In Memoriam: Jack Fris

Dear Jack,

My Brother texted me today.
He said you passed away.
You taught us both.
To you we toast.

Although our educative experiences with you were different, he and I both held you in high regard for you frankness and skill with words. The way you would seamlessly drive on both side of the road as Academic, Teacher, Educator. And then, with a twist of the tongue, you could flash your Post-Modern wit or beatnik knowledge to remind us that you too were once at the forefront of tomorrow.

I was younger back then. We both were.
You came into my life shortly after Kevin Kane’s theater workshop production, A Full Circle. The two night event held at the Joseph Sniffen Auditorium was his swan song to the school; a dazzling display of song, dance, live music, comedy and drama. Behind the scenes it included a stellar stage crew as well as astounding guest feedback during the production phase–thank you P. Reubens🙏 and thank you Jackie.

When you walked into the classroom the following school year, my classmates and I were unsure about what to expect. We quickly found out that you would not be producing a live choreographed triple threat of a show. Instead, with you came an introduction to the Theatre of the Absurd through Samuel Beckett’s Waiting for Godot / En attendant Godot. I leapt into the role of Lucky. Absurd was my bread and butter.

When it came time for the monologue, however, your guidance and time spent deconstructing the text helped to craft an understanding of this character’s non sequitur written by the Irish playwright.

I would recall our conversations and your input several year later while preparing for a recital of Vicente García-Huidobro Fernández’s poema “Altazor Canto VII” at Humboldt State University’s Native American Forum and also during my trip to Paris whilst visiting Beckett and his wife’s resting place, le Cimetière du Montparnasse. Surreal to know that you too are now amongst those that have said good bye to this world.

My appreciation for the place you held in my life is really beyond words. Your lessons and the insights carried beyond the classroom and helped to foster my interest in the French language and its Literature–from Baudelaire to Piaf and beyond. I don’t consider myself to be a stage shy person, but you helped to understand how to speak well on stage–even when rambling. I am Lucky to have been in your class.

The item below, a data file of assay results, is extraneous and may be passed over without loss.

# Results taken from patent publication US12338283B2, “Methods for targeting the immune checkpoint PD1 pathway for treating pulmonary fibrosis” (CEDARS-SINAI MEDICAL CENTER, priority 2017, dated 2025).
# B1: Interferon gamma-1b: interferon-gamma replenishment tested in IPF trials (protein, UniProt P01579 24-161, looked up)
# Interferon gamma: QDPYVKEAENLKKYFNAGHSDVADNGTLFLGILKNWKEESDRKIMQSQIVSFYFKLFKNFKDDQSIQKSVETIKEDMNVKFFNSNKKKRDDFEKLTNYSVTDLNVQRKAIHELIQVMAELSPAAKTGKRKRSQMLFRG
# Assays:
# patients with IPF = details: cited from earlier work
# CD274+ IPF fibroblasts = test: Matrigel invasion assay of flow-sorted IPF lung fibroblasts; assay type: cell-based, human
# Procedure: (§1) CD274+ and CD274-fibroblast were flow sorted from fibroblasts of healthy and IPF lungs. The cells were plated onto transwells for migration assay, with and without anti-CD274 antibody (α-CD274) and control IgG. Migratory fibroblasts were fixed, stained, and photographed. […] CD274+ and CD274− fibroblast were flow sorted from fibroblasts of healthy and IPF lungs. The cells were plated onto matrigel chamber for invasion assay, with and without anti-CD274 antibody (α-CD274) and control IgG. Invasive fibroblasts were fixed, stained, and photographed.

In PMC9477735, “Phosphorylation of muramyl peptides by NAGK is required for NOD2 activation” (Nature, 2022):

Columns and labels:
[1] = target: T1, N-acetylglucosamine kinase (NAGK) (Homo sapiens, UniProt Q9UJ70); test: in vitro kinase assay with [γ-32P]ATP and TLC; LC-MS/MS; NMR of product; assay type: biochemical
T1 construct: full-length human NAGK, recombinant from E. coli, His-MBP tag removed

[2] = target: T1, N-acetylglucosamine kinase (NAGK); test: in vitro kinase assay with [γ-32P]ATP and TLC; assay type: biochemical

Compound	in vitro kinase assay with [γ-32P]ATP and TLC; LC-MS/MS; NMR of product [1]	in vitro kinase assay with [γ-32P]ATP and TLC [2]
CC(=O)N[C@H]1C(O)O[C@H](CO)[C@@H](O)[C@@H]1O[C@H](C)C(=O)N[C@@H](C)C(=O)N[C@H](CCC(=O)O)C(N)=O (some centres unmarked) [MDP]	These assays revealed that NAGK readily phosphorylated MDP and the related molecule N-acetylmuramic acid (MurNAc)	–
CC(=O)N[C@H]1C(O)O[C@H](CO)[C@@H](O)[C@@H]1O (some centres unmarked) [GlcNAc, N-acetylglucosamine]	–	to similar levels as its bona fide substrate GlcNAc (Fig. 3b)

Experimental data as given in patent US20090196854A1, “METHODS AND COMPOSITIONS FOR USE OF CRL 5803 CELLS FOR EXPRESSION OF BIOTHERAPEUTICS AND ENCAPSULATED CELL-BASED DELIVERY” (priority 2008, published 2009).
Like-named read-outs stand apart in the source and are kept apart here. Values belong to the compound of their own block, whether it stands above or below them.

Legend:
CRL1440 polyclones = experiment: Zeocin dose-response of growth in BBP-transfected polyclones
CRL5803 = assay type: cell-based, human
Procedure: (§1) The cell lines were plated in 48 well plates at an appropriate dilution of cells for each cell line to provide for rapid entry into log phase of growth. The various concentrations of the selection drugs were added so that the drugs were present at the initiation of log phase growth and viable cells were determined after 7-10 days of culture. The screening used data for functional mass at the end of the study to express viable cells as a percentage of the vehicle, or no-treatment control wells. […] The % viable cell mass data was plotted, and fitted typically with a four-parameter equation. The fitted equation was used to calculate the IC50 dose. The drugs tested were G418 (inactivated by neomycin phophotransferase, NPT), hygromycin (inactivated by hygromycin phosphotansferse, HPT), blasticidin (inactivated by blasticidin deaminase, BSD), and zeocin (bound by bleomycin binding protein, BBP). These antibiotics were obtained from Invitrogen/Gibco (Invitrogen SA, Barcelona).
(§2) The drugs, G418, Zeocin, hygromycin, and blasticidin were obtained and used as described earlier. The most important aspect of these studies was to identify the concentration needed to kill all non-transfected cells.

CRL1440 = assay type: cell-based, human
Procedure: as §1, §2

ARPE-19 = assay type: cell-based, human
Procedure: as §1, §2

Rest in Peace Mister Fris.
July 4, 1958 – June 2, 2022
Michael Ray

Memoriam | #JusticeForSabsAndSunny

Two lives cut short by impotent rage.
A killer’s family remains whole while the victim’s is wholly disfigured–
Limbs of a family tree which can never be grafted or revived.
Today marks Sunny & Sabs’ death day.

Two bodies now six feet underground, but one killer asks to be free.
Two bodies: one mother, one daughter, both hacked from the family tree.

A thief of life, wishes to walk among the living, but a community says no:
“Justice must be served for these horrible crimes and the community must be protected from him!”

A robber of family, wants to walk among the good, and the good say:
“I don’t want him to hurt anyone else.”

A murderer, but not on death row, the community speaks out once more and says:
“There isn’t a doubt in my mind that my own life would also be in danger if this sick POS were to be released.”

June 7th marks the day when Sabrina and Sunny were slain in their home.
2000+ have said no to the release of convicted murderer Jacob P. Cayer.

Who will be the next to say, “No.”

Sign the petition against the release of convicted murderer Jacob Cayer:

#JusticeForSabsAndSunny ⚖ #StopAsianHate

Remembering Cesar Chavez

Cesar Chavez performance by Tres Culturas at CSUN Cal State Northridge

This Tres Culturas Theater Troupe performance piece about Cesar Chavez was performed at CSUN Cal State Northridge and throughout the San Fernando Valley in Los Angeles, California. Directed by M.F.A. Alejandro Molina and featuring a multi cultural theater ensemble with Maria Trinidad Santacruz, Elizabeth Melero, Diana Melero, Michael Ray, and David Padilla taking on the roles of laborers, the overseers and Cesar Chavez himself. “Si se puede!”